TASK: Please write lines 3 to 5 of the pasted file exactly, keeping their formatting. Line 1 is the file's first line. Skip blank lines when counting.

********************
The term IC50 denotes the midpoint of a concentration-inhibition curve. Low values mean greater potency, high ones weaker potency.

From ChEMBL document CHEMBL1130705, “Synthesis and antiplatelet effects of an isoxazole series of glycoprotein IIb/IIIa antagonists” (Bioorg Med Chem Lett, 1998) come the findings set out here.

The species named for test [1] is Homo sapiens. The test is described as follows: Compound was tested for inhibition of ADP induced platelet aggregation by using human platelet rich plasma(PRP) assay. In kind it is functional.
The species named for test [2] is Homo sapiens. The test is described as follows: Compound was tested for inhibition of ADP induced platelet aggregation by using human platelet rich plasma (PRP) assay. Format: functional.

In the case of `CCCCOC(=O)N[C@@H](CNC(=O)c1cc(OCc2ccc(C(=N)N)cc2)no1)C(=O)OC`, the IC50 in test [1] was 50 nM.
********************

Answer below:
The species named for test [1] is Homo sapiens. The test is described as follows: Compound was tested for inhibition of ADP induced platelet aggregation by using human platelet rich plasma(PRP) assay. In kind it is functional.
The species named for test [2] is Homo sapiens. The test is described as follows: Compound was tested for inhibition of ADP induced platelet aggregation by using human platelet rich plasma (PRP) assay. Format: functional.

In the case of `CCCCOC(=O)N[C@@H](CNC(=O)c1cc(OCc2ccc(C(=N)N)cc2)no1)C(=O)OC`, the IC50 in test [1] was 50 nM.